• Equip teachers with communication about your campaign to take work off of them and ensure alignment. 
  • Ensure every student can participate. This is especially true for virtual learners. We’re proud that our virtual Boosterthon Dance Fit event allows virtual and hybrid learners to be included in the fun.

Steps 3 & Step 4. Campaigners & Channels

Campaigners are committed and connected individuals who multiply your campaign. These are the people who donate or share about your campaign with others. Identify who these people are. Are they school parents? Local businesses? School families’ extended family and friends? 

Channels are the platforms you use to engage these people. Ensure you have a communication strategy that reaches campaigners consistently on your channels—Facebook, email, Remind, etc. Be creative and varied in your communication. Try written, video, and visual communication to keep people’s attention. We recommend starting your communication several weeks in advance of your fundraiser so you can build anticipation for your event. People need time to learn about your campaign, how to participate, and follow through with giving.

Best practices during these times:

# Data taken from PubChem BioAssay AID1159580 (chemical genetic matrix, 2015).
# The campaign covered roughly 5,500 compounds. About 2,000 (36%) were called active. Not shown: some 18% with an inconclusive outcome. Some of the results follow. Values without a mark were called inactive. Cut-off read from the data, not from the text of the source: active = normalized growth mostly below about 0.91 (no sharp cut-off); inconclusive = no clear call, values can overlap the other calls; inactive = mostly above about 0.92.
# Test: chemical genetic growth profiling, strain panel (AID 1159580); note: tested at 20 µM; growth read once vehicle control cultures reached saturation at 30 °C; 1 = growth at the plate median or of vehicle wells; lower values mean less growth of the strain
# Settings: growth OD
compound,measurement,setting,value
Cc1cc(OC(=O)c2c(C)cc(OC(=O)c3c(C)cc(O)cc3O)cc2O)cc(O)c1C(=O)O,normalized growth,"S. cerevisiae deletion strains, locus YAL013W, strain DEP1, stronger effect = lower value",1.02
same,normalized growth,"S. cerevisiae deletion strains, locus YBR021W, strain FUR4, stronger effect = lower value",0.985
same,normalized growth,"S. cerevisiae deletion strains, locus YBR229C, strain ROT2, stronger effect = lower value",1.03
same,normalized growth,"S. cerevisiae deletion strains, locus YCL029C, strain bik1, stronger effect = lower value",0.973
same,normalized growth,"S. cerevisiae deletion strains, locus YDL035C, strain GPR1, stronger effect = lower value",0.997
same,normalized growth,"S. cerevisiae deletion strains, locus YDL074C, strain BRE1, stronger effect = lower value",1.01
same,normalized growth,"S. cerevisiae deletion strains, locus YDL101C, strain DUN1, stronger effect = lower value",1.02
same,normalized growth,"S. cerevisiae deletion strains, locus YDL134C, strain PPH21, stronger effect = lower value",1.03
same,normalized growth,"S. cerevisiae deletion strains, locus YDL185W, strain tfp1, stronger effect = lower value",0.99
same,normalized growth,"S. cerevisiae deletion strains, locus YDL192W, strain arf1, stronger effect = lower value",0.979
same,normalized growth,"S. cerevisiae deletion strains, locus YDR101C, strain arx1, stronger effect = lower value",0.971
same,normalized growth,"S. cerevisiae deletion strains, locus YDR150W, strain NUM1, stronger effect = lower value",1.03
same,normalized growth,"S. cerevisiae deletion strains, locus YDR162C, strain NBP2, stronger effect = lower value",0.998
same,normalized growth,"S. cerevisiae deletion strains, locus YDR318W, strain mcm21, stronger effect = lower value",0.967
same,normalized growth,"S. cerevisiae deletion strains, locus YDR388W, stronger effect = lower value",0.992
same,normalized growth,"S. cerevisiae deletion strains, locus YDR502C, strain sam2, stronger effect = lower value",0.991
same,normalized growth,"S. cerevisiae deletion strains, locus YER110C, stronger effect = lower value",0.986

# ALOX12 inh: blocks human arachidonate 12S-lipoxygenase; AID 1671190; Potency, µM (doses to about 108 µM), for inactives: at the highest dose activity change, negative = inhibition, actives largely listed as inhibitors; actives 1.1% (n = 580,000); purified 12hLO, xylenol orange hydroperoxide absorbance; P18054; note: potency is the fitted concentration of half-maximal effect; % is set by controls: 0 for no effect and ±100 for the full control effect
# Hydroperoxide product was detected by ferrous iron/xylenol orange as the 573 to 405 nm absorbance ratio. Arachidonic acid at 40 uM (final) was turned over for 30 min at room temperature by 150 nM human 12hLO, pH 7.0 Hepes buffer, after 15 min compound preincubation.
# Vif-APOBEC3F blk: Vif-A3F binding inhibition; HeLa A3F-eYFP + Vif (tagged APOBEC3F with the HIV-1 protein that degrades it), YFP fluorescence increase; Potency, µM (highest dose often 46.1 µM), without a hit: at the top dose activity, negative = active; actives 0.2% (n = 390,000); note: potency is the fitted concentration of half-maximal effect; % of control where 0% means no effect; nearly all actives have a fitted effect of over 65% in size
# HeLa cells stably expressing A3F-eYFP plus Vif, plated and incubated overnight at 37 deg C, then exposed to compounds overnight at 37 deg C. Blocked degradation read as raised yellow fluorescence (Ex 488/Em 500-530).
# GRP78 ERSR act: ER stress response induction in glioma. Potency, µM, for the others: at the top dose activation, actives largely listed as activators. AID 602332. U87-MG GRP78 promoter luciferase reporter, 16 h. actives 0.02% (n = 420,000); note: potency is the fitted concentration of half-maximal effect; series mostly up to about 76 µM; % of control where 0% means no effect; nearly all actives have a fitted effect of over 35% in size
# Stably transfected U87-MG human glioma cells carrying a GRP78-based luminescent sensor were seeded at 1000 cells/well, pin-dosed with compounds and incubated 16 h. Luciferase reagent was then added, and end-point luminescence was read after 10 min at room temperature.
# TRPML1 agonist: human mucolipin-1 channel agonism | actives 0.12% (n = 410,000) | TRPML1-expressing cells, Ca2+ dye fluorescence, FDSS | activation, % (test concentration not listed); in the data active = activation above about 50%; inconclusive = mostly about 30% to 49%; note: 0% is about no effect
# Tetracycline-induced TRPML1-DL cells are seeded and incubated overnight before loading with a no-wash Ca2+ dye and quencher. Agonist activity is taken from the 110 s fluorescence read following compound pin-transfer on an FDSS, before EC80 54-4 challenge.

• Families are 53% more likely to share about your fundraiser than last year. Change your call to action to campaigners from “give to our fundraiser” to “share about our fundraiser with others.”
  • Make it easy and fun for donors to give. People are used to high-performing, nicely designed mobile platforms. Select a fundraising software that makes it fast for people to donate.
  • Make it easy for families to share. It multiplies your fundraising efforts when families can share on social media, text message and email. In fact, families are 80% more likely to ask three or more people to donate than they were last year.

Step 5. Capital

Capital is the financial support for your cause. When you put everything together, from championing your cause, picking a campaign, communicating with your campaigners through various channels, the capital follows. 

Best practices during these times: